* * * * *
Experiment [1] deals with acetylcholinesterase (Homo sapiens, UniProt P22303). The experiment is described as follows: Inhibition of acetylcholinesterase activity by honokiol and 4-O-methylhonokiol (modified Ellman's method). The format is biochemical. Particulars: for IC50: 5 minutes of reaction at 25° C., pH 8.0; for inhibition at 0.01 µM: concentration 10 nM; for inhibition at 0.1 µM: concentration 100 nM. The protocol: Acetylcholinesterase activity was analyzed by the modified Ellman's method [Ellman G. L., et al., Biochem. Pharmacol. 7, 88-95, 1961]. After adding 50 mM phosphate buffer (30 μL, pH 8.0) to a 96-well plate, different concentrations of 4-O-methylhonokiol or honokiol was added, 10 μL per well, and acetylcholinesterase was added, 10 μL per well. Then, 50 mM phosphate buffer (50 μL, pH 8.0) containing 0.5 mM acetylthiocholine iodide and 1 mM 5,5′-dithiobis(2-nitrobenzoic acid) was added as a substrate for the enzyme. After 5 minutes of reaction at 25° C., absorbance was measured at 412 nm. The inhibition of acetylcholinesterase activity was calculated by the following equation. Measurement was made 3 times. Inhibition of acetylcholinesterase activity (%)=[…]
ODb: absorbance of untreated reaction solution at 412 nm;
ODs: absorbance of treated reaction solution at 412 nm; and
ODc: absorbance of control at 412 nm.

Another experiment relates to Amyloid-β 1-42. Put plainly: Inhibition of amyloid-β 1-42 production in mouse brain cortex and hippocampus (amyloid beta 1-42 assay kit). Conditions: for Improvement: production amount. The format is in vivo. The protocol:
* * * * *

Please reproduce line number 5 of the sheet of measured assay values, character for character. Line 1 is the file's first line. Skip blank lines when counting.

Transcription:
Another experiment relates to Amyloid-β 1-42. Put plainly: Inhibition of amyloid-β 1-42 production in mouse brain cortex and hippocampus (amyloid beta 1-42 assay kit). Conditions: for Improvement: production amount. The format is in vivo. The protocol: